Another benefit of Sheridan’s tactic is that he was (and still is) able to educate potential clients about his products and services through his blog. Wouldn’t it be great for your prospects to have a good working knowledge about what you offer and how your business operates even before your first meeting or first order? One purpose of our humble blog is to make you better informed about digital marketing services and how they’re executed so that we’ll be able to have a more productive meeting should you decide to give us a call.
Blogging is More of a Science Than an Art
One hallmark of science is that studies into a particular area of research need to produce reproducible results. On this part, blogging can be said to be a science. For example, did you blog briefly, then gave up on it because you weren’t seeing an immediate increase in leads? You quit too soon! Writing for Social Media Today, social media strategist Katrina Padron observes the following:
“Don’t panic if the first day, or even month, after posting, your blog doesn’t have impressive traffic. Over time, you’re building a library of content which will strengthen your position in search results because you’re using keywords and tags and building your SEO. So sometimes months or years later a blog post will see an impressive spike in traffic because it’s suddenly a hot topic, or a steady increase because of normal search behavior.”
Back to science, it’s a fact that compounding blog posts – that is, building a library of them over time – generates 38% of your blog’s traffic!
A successful blog also requires research – not only into subject matter, but those all-important keywords. Your blog posts need to incorporate them for the same reason as your website itself – to show up in searches. Therefore, blogging provides an ideal opportunity to boost your website’s search engine optimization (SEO) quality. Writing for Forbes, Mike Kappel questions the use of having a blog that nobody reads because it lacks the keywords that people type into search engines.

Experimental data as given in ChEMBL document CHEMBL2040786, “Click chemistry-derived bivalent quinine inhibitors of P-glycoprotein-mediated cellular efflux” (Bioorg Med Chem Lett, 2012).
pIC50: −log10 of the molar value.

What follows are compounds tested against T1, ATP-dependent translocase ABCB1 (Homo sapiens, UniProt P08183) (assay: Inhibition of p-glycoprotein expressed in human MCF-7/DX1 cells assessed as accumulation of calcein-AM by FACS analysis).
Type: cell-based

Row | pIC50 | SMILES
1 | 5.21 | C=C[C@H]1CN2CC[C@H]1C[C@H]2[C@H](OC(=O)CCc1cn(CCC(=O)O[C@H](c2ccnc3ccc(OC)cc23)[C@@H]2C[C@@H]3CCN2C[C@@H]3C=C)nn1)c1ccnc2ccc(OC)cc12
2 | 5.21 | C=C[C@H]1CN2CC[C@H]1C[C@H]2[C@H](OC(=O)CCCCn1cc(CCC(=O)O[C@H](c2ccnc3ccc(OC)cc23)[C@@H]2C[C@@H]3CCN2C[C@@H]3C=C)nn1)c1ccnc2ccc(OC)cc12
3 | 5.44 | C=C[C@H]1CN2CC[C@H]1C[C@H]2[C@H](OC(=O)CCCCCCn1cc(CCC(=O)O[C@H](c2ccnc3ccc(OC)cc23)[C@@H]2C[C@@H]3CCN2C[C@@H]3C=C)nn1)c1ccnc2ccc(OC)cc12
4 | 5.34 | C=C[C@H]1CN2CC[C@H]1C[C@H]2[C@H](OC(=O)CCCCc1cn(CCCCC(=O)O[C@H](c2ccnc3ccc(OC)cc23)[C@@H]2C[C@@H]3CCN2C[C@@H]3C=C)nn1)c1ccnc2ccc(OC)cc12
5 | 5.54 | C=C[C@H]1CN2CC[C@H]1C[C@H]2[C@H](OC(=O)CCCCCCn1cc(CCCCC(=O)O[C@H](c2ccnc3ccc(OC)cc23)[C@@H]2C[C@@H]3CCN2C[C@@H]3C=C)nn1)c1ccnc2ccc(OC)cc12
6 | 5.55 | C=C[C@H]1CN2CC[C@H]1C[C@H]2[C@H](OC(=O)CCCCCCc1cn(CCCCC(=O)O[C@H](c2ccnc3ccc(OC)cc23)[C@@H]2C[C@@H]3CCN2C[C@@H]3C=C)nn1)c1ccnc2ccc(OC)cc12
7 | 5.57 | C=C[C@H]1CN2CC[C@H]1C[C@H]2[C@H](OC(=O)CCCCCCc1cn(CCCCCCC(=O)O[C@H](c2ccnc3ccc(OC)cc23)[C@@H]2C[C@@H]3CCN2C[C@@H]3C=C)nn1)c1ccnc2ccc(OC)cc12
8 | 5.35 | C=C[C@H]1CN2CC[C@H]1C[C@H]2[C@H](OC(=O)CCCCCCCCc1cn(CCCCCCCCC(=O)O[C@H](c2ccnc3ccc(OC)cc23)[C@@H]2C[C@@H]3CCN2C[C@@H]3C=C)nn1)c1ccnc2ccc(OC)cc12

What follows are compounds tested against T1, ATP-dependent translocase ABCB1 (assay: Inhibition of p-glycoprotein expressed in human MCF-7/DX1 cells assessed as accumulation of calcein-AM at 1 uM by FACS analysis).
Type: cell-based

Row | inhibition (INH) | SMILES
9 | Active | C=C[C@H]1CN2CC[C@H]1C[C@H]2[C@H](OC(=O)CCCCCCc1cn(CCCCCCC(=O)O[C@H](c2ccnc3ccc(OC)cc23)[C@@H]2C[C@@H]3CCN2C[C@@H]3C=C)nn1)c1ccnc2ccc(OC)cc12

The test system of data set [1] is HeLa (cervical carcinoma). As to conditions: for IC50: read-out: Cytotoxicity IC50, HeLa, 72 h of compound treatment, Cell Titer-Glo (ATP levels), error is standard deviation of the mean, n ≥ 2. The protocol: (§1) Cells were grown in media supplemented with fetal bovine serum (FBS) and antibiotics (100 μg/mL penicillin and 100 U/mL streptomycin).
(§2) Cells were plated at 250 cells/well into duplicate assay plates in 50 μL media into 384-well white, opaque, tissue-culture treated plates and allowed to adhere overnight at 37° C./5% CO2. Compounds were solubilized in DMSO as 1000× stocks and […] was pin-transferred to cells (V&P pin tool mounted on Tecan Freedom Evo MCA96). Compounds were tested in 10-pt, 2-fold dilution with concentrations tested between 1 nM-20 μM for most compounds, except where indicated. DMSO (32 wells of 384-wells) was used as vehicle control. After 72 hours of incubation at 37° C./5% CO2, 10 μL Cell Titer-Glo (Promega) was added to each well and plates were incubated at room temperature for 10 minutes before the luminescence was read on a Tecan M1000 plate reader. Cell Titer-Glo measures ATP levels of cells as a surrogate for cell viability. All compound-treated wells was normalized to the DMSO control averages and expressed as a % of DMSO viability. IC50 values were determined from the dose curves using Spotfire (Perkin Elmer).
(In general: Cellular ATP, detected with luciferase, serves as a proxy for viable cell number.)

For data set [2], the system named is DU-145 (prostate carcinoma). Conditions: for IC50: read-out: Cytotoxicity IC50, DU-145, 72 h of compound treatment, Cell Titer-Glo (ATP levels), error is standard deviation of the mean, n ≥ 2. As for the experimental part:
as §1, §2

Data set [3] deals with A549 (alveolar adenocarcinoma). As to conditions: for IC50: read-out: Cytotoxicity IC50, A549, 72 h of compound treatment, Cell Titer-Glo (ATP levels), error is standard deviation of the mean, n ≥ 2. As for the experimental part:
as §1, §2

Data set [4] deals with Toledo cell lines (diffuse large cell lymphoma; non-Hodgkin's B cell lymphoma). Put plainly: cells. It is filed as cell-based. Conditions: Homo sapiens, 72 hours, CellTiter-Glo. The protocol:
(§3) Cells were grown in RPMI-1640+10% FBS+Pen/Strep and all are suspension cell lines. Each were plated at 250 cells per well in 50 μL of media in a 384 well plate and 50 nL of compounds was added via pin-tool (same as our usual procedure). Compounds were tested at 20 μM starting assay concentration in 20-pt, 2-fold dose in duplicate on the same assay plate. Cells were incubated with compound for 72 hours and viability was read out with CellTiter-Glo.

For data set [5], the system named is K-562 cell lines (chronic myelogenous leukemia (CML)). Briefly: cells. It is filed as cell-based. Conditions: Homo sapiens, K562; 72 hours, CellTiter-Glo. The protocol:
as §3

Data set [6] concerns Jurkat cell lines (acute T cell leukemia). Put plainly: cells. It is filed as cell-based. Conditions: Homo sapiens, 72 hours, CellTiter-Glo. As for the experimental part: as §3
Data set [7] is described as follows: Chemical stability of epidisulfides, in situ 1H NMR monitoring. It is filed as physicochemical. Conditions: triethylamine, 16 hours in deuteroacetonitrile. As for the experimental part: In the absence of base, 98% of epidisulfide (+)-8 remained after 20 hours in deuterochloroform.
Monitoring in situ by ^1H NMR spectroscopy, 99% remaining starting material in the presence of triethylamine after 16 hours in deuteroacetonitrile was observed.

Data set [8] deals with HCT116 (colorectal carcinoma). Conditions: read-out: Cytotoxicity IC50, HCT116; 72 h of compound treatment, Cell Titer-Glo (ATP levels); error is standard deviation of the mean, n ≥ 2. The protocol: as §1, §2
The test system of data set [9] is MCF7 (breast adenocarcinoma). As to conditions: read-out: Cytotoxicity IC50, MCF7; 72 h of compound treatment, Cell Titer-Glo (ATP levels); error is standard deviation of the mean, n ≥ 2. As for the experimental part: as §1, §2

“For example, how to tie a tie is something people search. If you owned a clothing store, you could write an article titled ‘Learn How to Tie a Tie in 5 Easy Steps.’ Incorporate keywords into your article title and lace them throughout your blog posts. That way, your articles have a better chance of ranking on search engines and people can find them. Plus, keyword research might also give you ideas about what to write.”
Incidentally, our blog post – “How to Come Up With Great Blog Post Ideas” – can help generate some inspiration in that department!
To Blog Yourself or Not to Blog Yourself – That is the Question
You may by now be asking yourself if you should write your own blog posts. In addition to Marcus Sheridan, we’ve read posts by other business owners that are effective. When done well, an owner-written post provides a personal touch and an insider’s perspective. Readers feel that they’ve learned not only something about that person’s business, but that person as an individual. As such, this approach offers a powerful way to engage with members of your target audience. Those who are successful also post on a regular schedule, which is important for both building reader loyalty and SEO. Google rewards fresh content, after all!
Still, there are strong disadvantages to writing blog posts on your own. First, you’re a business owner – which means you’re busy overseeing all the moving parts of your enterprise. Second, you’re not a professional writer. We understand. Grappling with finding the right words can be time-consuming and frustrating. If the writing experience isn’t pleasant, you may start with good intentions, but end up abandoning the effort – or designating it to an employee who may also not be a good wordsmith.
However, even if your chosen employee is a talented writer, a blog post needs to incorporate the marketing principles and SEO practices previously covered. In short, a marketing background helps. Some business owners are naturals at marketing and promotion – which accounts for the successful self-written blogs we’ve encountered – while others are better at doing what they do best. Only you know which category applies to you.
If you do decide to leave blog writing to the pros, our content writing team at Virtual Stacks Systems is ready to take action! Just contact us! We look forward to learning about your marketing goals and helping you achieve them. Give your business the extra competitive edge it needs in these challenging times!